Great chefs have 3 things in common: Marco Pierre White
The famous chef talks about hanging up his apron, the evolution of gastronomy and more
ON BEING A CHEF
My father, my uncle and my grandfather were chefs and when the day came for me to leave school I was given no option and went to work in a restaurant when I was 17. When I got into the kitchen it was a tough world, but I never thought it was a tough world because I came from a tough world.
The chefs I worked under gave me this great insight into their world and that's what made me dream. They told me great stories which was their way of teaching me about food, and that gave me the understanding in assisting me in eventually getting my three Michelin stars. [White was the first British chef, and the youngest, to achieve this.]
If you've got three Michelin stars you respect your clientele as they are going to be paying according to the chef's name above the door.I was behind my stove for every single service. If you are charging Michelin-star prices, you have to be there. When patrons come into the restaurant there is so much at stake you don't want to risk anything. We operated like a machine and were so well-oiled.
When I was 38 I was no longer enjoying life at a stove. My life had changed, I was working 100 hours a week. I had two sons and I'd leave home in the morning at 7am when they were still sleeping and get home at midnight and they were asleep. I was being judged by people who had less knowledge than me, so what was it truly worth? On December 23 1999, I retired after 22 years at the stove and handed back my Michelin stars.ON FOOD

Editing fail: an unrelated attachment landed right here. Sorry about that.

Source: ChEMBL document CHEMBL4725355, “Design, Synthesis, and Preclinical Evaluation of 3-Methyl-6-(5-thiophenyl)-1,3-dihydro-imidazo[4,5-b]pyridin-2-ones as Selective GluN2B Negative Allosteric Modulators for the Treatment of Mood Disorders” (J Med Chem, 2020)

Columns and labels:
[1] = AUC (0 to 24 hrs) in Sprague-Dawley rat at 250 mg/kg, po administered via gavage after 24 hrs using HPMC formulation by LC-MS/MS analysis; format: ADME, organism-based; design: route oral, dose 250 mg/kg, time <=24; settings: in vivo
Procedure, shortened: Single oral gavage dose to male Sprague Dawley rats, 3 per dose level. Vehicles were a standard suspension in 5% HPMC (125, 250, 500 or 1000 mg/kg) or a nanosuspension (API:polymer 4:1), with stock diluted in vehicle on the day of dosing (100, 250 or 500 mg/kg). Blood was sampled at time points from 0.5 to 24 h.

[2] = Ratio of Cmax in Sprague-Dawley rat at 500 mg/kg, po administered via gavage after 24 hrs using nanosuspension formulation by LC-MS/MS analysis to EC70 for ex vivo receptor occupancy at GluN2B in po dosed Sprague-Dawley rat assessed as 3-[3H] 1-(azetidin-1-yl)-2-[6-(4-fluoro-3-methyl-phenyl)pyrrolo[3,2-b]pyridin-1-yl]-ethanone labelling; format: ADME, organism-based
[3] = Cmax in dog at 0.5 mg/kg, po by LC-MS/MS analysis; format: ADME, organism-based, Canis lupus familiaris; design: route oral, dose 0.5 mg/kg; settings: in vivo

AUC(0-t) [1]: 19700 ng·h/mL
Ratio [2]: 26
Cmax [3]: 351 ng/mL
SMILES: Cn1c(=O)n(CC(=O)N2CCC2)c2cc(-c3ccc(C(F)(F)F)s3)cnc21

When I look at where gastronomy is today, it couldn't be further from when I started. I'm a classicist. Today we live in a world of refinement, not invention.
I like my food quite simple and don't like all the fluff and complications. Give me a couple of great courses and I'm happy.
The emphasis has gone into presentation, and have you noticed when you go into a restaurant you don't have that wonderful aroma of food any longer? The most important table in the world is the table at home in the kitchen.When I order a fillet of beef with a wild mushroom sauce and discover halfway through the meal there are no mushrooms or sauce left, I just don't get it. A few dribbles of sauce!
Great chefs I know have three things in common - they respect that mother nature is the true artist, and they are the cook; everything they do is an extension of themselves.
If you think about travelling, what makes it exceptional? It's the food. Nothing enriches your life more than delicious food.ON LIFE
I was never an ambitious man and never set out to be famous. One thing I learnt over the years was that privacy was freedom.I now spend seven months of my year travelling outside of the UK. I'm developing a hotel just outside Bath, restoring an old Victorian house built in 1817.
My one son is a chef, working with the boys from elBulli in Barcelona, my other son a rock and roller, and my daughter a ballerina.
Everything I did in my life was a stepping stone to self discovery. By discovering oneself you give for the right reason and accept for the right reason. I've never been happier in my life.
• Marco Pierre White is in South Africa for the Good Food & Wine Show, courtesy ofBritish Airways.